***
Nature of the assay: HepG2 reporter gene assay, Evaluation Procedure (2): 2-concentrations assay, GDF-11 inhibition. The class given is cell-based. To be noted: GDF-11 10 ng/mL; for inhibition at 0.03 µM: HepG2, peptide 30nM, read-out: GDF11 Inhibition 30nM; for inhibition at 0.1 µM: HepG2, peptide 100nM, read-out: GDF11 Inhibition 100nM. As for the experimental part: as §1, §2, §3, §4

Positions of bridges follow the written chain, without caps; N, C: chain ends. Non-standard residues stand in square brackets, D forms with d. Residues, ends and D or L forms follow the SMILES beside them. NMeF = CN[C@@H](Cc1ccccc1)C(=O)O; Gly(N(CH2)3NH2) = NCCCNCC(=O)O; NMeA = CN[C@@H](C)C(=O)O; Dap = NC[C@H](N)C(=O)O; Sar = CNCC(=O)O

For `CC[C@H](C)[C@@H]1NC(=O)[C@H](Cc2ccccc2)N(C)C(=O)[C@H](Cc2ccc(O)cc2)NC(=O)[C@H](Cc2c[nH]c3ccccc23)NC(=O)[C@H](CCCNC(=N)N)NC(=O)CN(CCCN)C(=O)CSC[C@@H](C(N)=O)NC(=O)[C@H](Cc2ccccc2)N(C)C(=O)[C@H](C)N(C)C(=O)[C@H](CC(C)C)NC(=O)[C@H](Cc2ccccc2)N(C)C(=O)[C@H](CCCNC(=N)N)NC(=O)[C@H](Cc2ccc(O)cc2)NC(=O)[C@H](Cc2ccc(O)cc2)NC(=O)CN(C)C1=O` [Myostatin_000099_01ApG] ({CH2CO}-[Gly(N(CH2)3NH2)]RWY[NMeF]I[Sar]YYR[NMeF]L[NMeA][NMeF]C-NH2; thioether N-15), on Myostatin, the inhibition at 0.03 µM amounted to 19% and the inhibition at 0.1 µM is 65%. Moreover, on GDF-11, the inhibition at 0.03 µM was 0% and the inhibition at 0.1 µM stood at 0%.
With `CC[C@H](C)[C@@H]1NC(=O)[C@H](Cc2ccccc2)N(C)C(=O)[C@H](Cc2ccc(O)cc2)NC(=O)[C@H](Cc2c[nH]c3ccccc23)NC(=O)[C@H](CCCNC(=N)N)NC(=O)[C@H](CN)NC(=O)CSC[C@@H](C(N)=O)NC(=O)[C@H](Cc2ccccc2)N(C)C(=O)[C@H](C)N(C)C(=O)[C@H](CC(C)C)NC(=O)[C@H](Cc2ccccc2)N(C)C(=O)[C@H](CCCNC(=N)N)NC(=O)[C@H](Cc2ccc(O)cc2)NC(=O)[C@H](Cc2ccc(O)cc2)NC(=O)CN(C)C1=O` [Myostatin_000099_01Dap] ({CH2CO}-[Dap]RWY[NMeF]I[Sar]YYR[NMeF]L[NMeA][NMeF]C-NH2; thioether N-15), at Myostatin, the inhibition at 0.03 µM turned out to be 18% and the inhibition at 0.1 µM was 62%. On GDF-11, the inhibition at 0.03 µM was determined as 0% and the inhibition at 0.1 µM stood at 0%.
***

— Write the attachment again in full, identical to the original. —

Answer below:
Nature of the assay: HepG2 reporter gene assay, Evaluation Procedure (2): 2-concentrations assay, GDF-11 inhibition. The class given is cell-based. To be noted: GDF-11 10 ng/mL; for inhibition at 0.03 µM: HepG2, peptide 30nM, read-out: GDF11 Inhibition 30nM; for inhibition at 0.1 µM: HepG2, peptide 100nM, read-out: GDF11 Inhibition 100nM. As for the experimental part: as §1, §2, §3, §4

Positions of bridges follow the written chain, without caps; N, C: chain ends. Non-standard residues stand in square brackets, D forms with d. Residues, ends and D or L forms follow the SMILES beside them. NMeF = CN[C@@H](Cc1ccccc1)C(=O)O; Gly(N(CH2)3NH2) = NCCCNCC(=O)O; NMeA = CN[C@@H](C)C(=O)O; Dap = NC[C@H](N)C(=O)O; Sar = CNCC(=O)O

For `CC[C@H](C)[C@@H]1NC(=O)[C@H](Cc2ccccc2)N(C)C(=O)[C@H](Cc2ccc(O)cc2)NC(=O)[C@H](Cc2c[nH]c3ccccc23)NC(=O)[C@H](CCCNC(=N)N)NC(=O)CN(CCCN)C(=O)CSC[C@@H](C(N)=O)NC(=O)[C@H](Cc2ccccc2)N(C)C(=O)[C@H](C)N(C)C(=O)[C@H](CC(C)C)NC(=O)[C@H](Cc2ccccc2)N(C)C(=O)[C@H](CCCNC(=N)N)NC(=O)[C@H](Cc2ccc(O)cc2)NC(=O)[C@H](Cc2ccc(O)cc2)NC(=O)CN(C)C1=O` [Myostatin_000099_01ApG] ({CH2CO}-[Gly(N(CH2)3NH2)]RWY[NMeF]I[Sar]YYR[NMeF]L[NMeA][NMeF]C-NH2; thioether N-15), on Myostatin, the inhibition at 0.03 µM amounted to 19% and the inhibition at 0.1 µM is 65%. Moreover, on GDF-11, the inhibition at 0.03 µM was 0% and the inhibition at 0.1 µM stood at 0%.
With `CC[C@H](C)[C@@H]1NC(=O)[C@H](Cc2ccccc2)N(C)C(=O)[C@H](Cc2ccc(O)cc2)NC(=O)[C@H](Cc2c[nH]c3ccccc23)NC(=O)[C@H](CCCNC(=N)N)NC(=O)[C@H](CN)NC(=O)CSC[C@@H](C(N)=O)NC(=O)[C@H](Cc2ccccc2)N(C)C(=O)[C@H](C)N(C)C(=O)[C@H](CC(C)C)NC(=O)[C@H](Cc2ccccc2)N(C)C(=O)[C@H](CCCNC(=N)N)NC(=O)[C@H](Cc2ccc(O)cc2)NC(=O)[C@H](Cc2ccc(O)cc2)NC(=O)CN(C)C1=O` [Myostatin_000099_01Dap] ({CH2CO}-[Dap]RWY[NMeF]I[Sar]YYR[NMeF]L[NMeA][NMeF]C-NH2; thioether N-15), at Myostatin, the inhibition at 0.03 µM turned out to be 18% and the inhibition at 0.1 µM was 62%. On GDF-11, the inhibition at 0.03 µM was determined as 0% and the inhibition at 0.1 µM stood at 0%.